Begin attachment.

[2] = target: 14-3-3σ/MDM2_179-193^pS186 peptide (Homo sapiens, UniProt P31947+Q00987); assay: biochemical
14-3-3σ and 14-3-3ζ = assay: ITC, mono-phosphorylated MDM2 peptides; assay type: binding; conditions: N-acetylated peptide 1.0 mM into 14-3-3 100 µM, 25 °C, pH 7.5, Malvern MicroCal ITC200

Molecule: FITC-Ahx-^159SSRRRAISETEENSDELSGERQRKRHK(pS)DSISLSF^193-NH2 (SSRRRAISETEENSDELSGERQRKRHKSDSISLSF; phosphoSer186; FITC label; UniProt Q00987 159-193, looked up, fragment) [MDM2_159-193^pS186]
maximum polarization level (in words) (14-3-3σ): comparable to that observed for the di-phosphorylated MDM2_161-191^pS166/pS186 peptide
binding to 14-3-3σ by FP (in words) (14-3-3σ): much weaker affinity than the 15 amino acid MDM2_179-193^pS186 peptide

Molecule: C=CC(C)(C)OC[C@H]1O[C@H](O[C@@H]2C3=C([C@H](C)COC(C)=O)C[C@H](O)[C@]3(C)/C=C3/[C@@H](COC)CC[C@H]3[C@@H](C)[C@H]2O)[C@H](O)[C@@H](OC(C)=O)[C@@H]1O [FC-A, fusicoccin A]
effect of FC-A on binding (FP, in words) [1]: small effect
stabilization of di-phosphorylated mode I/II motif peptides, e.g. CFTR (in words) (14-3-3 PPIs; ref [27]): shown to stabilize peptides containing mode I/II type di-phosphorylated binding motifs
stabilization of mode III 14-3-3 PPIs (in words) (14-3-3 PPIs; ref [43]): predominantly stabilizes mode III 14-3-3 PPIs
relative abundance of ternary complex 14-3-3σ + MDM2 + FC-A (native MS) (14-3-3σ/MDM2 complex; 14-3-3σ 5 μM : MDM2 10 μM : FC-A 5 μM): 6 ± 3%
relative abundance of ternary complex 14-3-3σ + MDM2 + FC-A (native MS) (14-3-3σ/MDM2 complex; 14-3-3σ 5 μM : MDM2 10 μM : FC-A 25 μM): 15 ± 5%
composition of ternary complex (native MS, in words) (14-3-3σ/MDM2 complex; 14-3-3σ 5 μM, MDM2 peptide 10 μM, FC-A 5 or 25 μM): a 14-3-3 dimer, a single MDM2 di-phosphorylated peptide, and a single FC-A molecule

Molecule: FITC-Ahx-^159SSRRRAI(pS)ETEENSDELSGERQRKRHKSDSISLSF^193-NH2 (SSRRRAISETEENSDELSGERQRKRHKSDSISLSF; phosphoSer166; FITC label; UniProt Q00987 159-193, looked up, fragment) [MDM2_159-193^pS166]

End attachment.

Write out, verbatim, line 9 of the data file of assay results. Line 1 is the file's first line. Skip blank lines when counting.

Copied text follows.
stabilization of mode III 14-3-3 PPIs (in words) (14-3-3 PPIs; ref [43]): predominantly stabilizes mode III 14-3-3 PPIs